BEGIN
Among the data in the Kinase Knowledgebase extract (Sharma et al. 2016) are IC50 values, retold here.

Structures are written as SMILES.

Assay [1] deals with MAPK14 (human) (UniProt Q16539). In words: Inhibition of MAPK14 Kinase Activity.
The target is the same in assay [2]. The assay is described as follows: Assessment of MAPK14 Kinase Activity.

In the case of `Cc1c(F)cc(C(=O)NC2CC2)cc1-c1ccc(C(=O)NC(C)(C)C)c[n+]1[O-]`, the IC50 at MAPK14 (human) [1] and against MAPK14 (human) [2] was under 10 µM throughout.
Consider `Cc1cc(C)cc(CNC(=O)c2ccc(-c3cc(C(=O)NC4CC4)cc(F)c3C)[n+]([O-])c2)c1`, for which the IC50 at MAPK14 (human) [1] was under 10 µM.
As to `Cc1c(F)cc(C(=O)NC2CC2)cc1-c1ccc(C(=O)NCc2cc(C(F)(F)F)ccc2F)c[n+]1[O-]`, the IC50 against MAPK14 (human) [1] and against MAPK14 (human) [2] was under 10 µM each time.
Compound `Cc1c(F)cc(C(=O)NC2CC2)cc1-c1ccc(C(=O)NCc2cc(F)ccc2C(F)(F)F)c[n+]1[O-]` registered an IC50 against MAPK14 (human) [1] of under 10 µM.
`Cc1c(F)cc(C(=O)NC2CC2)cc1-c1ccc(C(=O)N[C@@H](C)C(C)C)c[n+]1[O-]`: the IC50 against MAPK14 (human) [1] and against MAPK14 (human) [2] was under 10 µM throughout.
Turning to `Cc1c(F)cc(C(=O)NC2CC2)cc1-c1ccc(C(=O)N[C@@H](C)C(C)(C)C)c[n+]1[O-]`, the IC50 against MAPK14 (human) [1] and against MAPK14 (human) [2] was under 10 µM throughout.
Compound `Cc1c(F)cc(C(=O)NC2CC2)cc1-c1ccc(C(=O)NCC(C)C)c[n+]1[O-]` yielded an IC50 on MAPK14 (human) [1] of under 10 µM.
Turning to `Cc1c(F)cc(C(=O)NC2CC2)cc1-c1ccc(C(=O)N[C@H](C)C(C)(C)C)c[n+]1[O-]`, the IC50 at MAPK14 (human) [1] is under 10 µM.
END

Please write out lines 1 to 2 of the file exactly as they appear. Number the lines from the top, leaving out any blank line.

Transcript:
Among the data in the Kinase Knowledgebase extract (Sharma et al. 2016) are IC50 values, retold here.

Structures are written as SMILES.